Matthew 15: 21-18, Isaiah 56: 1, 6-8
Sometimes I wonder whether to keep watching the news – it certainly doesn’t aid restful sleep, some nights.
The coverage of the protests in Charlottesville, Virginia have been particularly disturbing.
White supremacists, upset at the proposal to remove a statue of Robert E Lee, a general from the Confederate – pro-slavery – side of the American Civil War, marched through the streets with flaming torches chanting “Whose streets? Our streets!”.
It is not surprising that anyone who was not a Southern, white, young or middle-aged man would have felt they were being warned to get of off the streets – they are ‘Our streets’ chant the mob, not your streets.
Meanwhile other groups want to protest that they are also their streets, that the USA is also their country, that history should record their stories too.
You will even find extremists - in the US, in Islamic countries, in the state of Israel - who want to say that God is on their side, that they are the superior people, blessed by God and given the land they live in: they could just as easily chant “Whose God? Our God!”.
In a sense this is nothing new. In Jesus’ time the Israelites had gained the land by defeating the Canaanites, and then they in turn had been conquered and then occupied by the Roman state. But the Jews still looked down on the Canaanites, because they had many gods, whilst the Jews believed in One God. Whose God? Our God!
Yet we have heard today some of the words of Isaiah, where God specifically teaches his people that although he is their God, he is not only their God – he is the God of all lands and all people,
“My house shall be called a house of prayer for all peoples.
Thus says the Lord God,who gathers the outcasts of Israel,
I will gather others to them
besides those already gathered.”
Jesus has come to the Israelites, God’s own people, but he has come to bring in the rule of God and to declare the love of God for the whole world.
So we see a shift in Jesus’ mission through this conversation with the Cannanite woman – maybe we even see Jesus himself growing in his understanding of why he is walking this earth.
Jesus is in the territory of Tyre and Sidon – an area we would now call Lebanon.
When the woman asks for help for her daughter, Jesus first ignores her – which is how any decent Jewish man of Jesus’ time would treat a woman he didn’t know – especially a non-Jew, a Gentile.
When she persists and the disciples ask Jesus to send her away, Jesus says to her
“It is not fair to take the children’s food and throw it to the dogs.”
It was common practice in Jesus’ time for Gentiles to be referred to by Jews as ‘dogs’. But I’m sure it causes a shock to our modern ears when Jesus does that, too. There really is no way of dressing this up – Jesus calls this woman a dog.
We might expect her to either slink away, rebuked for bothering the Jewish healer, or even to react in anger – having come for help, not abuse. But the woman’s reply is courteous and quick ‘Yes, Lord, yet even the dogs eat the crumbs that fall from their masters’ table.’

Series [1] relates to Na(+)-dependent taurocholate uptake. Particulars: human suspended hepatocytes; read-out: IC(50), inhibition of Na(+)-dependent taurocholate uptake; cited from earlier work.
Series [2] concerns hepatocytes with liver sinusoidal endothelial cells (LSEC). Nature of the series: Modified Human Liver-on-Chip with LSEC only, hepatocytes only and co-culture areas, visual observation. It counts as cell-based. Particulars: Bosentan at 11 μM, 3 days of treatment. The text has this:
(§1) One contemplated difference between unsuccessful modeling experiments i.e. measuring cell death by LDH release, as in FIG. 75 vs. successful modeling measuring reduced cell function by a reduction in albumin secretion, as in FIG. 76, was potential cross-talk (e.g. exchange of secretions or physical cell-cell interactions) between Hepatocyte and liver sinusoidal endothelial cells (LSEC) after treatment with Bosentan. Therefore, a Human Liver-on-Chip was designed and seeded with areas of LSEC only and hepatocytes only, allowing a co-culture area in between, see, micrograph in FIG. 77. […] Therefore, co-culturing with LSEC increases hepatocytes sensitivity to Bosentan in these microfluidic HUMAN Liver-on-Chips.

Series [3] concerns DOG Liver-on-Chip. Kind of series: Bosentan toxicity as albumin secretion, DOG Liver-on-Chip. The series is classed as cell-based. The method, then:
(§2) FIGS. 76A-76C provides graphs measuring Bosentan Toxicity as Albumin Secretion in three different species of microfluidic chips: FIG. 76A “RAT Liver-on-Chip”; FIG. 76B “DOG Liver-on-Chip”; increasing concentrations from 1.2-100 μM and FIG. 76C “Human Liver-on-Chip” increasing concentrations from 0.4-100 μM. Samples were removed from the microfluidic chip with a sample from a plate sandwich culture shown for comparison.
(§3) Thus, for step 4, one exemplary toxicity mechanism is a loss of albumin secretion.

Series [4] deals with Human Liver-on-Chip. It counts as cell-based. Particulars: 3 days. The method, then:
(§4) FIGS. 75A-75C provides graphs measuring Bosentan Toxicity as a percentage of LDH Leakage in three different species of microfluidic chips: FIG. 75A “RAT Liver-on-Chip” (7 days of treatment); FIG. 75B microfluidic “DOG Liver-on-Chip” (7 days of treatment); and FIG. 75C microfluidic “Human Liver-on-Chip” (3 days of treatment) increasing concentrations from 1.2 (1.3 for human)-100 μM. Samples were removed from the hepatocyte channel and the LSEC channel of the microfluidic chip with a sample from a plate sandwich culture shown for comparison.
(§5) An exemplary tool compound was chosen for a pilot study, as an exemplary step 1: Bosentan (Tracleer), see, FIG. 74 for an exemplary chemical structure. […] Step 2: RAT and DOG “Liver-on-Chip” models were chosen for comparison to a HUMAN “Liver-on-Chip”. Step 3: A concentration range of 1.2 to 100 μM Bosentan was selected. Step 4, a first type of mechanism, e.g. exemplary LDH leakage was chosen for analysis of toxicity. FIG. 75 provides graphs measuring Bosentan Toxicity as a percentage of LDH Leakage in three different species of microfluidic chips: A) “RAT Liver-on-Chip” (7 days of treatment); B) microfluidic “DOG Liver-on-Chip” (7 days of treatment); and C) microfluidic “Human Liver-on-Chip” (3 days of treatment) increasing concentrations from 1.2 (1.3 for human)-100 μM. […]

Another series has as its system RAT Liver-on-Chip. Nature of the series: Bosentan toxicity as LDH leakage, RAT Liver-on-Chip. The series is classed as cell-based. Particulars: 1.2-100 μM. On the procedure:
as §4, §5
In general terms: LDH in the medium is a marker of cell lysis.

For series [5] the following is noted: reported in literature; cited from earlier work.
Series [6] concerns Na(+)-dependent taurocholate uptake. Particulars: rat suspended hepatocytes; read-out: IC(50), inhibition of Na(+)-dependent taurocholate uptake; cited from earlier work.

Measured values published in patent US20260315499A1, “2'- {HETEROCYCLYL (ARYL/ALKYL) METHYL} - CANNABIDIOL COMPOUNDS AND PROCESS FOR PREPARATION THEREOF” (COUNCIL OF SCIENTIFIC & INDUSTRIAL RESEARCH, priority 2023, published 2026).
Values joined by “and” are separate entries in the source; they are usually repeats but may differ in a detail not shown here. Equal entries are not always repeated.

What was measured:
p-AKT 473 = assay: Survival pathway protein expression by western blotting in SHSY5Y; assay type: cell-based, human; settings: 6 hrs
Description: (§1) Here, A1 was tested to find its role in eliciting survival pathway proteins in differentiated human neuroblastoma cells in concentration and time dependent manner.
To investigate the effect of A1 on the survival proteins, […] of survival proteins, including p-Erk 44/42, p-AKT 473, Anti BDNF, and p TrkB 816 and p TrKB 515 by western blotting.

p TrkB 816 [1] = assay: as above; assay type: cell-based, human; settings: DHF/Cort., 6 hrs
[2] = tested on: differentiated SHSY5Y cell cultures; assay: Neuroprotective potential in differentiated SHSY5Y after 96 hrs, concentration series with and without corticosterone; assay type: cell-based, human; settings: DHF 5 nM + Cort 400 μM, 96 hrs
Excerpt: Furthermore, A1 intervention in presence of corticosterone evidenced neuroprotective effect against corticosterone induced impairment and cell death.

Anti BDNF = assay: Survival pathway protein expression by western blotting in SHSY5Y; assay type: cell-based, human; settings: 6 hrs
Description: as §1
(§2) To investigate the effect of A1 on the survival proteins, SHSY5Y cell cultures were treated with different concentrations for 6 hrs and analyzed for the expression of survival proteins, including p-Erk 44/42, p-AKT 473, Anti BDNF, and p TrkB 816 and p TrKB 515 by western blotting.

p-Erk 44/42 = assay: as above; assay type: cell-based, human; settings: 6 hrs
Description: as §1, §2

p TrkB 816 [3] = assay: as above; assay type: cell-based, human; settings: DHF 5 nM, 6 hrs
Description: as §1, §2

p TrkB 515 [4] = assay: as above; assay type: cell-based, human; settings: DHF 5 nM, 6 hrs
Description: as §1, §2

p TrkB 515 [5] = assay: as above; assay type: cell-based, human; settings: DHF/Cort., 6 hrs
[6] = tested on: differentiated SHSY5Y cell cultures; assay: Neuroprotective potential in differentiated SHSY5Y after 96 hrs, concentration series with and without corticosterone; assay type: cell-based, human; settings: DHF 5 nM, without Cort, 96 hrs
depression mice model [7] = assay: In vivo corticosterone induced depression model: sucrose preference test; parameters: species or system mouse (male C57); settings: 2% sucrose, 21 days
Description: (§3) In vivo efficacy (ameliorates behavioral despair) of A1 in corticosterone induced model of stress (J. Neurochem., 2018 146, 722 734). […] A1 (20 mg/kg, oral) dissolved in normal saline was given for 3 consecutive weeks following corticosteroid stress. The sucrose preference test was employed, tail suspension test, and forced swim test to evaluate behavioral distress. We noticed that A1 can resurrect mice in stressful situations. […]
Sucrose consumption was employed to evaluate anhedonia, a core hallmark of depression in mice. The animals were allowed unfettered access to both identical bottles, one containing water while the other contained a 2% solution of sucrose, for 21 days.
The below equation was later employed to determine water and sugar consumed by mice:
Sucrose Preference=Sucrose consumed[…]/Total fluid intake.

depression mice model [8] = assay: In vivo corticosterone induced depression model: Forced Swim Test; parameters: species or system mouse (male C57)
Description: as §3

Jesus replies, “Woman, great is your faith! Let it be done for you as you wish.” And her daughter is healed instantly.
Whose Healer? Her healer.
Whose Good News? Her good news.
Whose God? Her God.
And what is true for this woman and her daughter is true for the whole world – even us.
There is no-one who Jesus did NOT came to save and heal.
There is no-one for whom he is not the door to eternal life. There is no-one beyond the scope of the love of God.
You might think there is nothing very new is this. We all know that God is the God of the whole world, we don’t believe he is only the God of the United Reformed Church and not also the God of the Methodists, Anglicans, Catholics and all the rest. We don’t believe that God is the God only of the Western part of the world – or that he speaks English but not Chinese.
If we were to chant anything we might chant
“Whose God? Everyone’s God!”.
And yet we sometimes treat others as if they were not part of God’s care, as if they were not beloved children of God.
Church leaders stood linking arms against the marchers in Charlottesville because every time a human being is treated as someone of lesser worth because of their colour or history or gender or sexuality, the Gospel is denied.
God’s love is for all people, all kinds, ages, colours, nationalities.
Everything we do as a church, everything we each do as individual Christians, should proclaim God’s love for all – for the lowest, the least, the poorest, the most desperate.
We need not shout it but we should say it, lovingly
“Whose God? Your God!
Whose church? Your church.
Whose sister, whose brother? My sister, my brother.”
For each person we meet is a child of God, and the Good news of God’s love is for them.
May God fill us with the grace to proclaim this truth and to know and share his love with all.
In Jesus’ name.